And he certainly didn’t hold my interest either…
That sounds a little harsh, I know, but it’s the truth. The Duke Don’t Dance has a lot of potential, the blurb actually sounded reasonably interesting (as you’ll see below), but I just couldn’t commit to sitting down and reading for more than about 15 minutes at a time. I struggled to push myself to keep reading. Having said that, the blurb does tote the book as accessible to Gen Y’s – which I am – so perhaps the word ‘most’ should be inserted in there?
Synopsis: “The Duke Don’t Dance” captures the spirit of the “Silent Generation;” those born too late to share the triumphs of the Greatest Generation, too early to know only the privilege of the Baby Boom ascendancy and in too few numbers to assure a proper identity and enduring legacy. The novel is as accessible to Generations X and Y as the aging contemporaries of the fading eras that followed World War II, told from their perspectives in each passing decade, not their retrospective views as elders.
The novel is set in Washington, DC and a number of domestic and foreign locations: Southeast Asia during the Vietnam War era, Africa during the struggles for independence, the Soviet Union and elsewhere. It follows the intermingled lives of several men and women of the Silent Generation. It is an irreverent journey through minefields of love, sex, race and social change that the protagonists first encounter as maturing adults in the post-World War II era, as their generation invents rock and roll, fills the streets in the struggle for racial equality, bleeds in the conflicts of the cold war and opens doors to the sexual revolution and feminist awakening.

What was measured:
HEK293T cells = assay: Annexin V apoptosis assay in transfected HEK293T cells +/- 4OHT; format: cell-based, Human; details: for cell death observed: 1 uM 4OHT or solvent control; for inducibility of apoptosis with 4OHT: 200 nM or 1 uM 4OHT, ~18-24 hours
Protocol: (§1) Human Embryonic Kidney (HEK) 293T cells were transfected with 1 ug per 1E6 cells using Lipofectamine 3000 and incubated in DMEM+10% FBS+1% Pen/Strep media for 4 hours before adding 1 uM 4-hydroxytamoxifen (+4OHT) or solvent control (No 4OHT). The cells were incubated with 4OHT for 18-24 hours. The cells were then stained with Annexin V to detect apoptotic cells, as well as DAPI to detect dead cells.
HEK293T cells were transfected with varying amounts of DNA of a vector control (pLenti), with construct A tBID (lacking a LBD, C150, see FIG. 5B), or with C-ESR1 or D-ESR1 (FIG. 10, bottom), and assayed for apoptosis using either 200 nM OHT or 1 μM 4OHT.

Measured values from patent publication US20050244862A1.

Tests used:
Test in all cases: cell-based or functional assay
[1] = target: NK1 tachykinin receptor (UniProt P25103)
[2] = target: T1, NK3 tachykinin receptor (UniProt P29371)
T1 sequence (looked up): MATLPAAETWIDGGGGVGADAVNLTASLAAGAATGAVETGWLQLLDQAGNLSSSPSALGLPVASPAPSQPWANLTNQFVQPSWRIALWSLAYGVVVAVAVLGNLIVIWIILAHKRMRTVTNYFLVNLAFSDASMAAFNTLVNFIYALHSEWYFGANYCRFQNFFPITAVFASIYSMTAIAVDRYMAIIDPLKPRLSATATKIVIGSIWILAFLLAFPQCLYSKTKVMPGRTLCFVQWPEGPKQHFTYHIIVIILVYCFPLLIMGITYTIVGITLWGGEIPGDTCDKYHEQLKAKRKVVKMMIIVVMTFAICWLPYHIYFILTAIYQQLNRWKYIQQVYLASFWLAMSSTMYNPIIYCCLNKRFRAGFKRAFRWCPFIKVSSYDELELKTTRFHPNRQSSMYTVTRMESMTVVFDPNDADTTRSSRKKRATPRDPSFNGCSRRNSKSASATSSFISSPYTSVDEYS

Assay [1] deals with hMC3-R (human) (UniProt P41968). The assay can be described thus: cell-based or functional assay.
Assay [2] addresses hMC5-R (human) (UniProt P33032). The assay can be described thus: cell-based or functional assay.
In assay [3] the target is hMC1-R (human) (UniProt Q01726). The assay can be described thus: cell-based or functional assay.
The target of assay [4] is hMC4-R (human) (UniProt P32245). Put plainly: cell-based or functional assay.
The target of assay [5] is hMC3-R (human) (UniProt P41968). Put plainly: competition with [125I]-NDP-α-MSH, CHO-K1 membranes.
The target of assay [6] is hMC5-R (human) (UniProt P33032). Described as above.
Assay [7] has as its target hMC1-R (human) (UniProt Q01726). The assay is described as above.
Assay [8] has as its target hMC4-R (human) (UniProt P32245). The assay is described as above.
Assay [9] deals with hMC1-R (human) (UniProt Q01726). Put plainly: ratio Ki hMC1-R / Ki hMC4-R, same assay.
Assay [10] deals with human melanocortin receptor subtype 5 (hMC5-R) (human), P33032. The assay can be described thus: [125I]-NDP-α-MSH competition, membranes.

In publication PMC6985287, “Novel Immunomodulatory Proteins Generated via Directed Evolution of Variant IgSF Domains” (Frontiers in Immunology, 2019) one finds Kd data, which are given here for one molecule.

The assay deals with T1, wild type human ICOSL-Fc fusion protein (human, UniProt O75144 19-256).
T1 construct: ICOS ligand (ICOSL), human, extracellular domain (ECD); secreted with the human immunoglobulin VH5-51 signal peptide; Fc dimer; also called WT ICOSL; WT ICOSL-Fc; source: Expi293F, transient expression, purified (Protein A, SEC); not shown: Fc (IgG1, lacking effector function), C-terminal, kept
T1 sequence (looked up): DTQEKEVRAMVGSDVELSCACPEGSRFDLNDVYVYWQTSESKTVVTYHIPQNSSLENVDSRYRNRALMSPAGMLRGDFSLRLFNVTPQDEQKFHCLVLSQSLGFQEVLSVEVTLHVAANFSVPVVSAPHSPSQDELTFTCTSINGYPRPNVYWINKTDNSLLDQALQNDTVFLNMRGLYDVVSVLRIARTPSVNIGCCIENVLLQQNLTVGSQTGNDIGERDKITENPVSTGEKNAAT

Bookish things: 263 pages, this book covers approx. 50 years. The cover is basic and rather boring. It could benefit from a new cover that fits better with the style of the story.
Where to buy: On Amazon for $4.99 on kindle or $11.66 in paperback.
This book did little to hold my attention. It was a rather intricate look at a group of people who popped up in each others lives throughout the years spanning 1960 – 2011. The way it starts (at a funeral) was a slap in the face just weeks after I’d lost my grandfather, so the book was put on hold for 6 additional months. That did little to warm me to the book. I think it’s a poor choice to start a book like that and to introduce a lot of characters with little information to go on.
The following chapters led me to know the names, but not the characters and I had difficulty in working out if Ted was married to Lillian or Ari, if Triana was Franks kid or belonged to Sam…it was ultimately rather confusing with so many characters and children and constant criss-crossed lives.
I found that I would start a new chapter (usually a new year) and the general information about what was happening was interesting, some of it I remembered from school history or from news I’d seen in the later part of the book and others I didn’t know much about at all. I would start out interested but when the personal parts of the characters started to infiltrate the story I started to switch off. The day-to-day activities of the characters was boring, unneeded information that bogged down the book.
If you want realistic characters, you may enjoy this book. The characters were flawed, angry for no reason, fought with friends and loved ones, cheated, lied and loved, but I didn’t feel any sort of connection to them in the slightest.
My personal lack of interest in this book aside, if you want a book that covers the time (1960-2011) in fleeting detail then you might enjoy this. If you were born into ‘the silent generation’ you might be able to draw more comparisons to the characters, but I failed to.
**NOTE: I received an electronic copy of this book in return for an honest review**
Keen to try out Richards book? I’d love to hear what you all think of this tale. You guys might love it.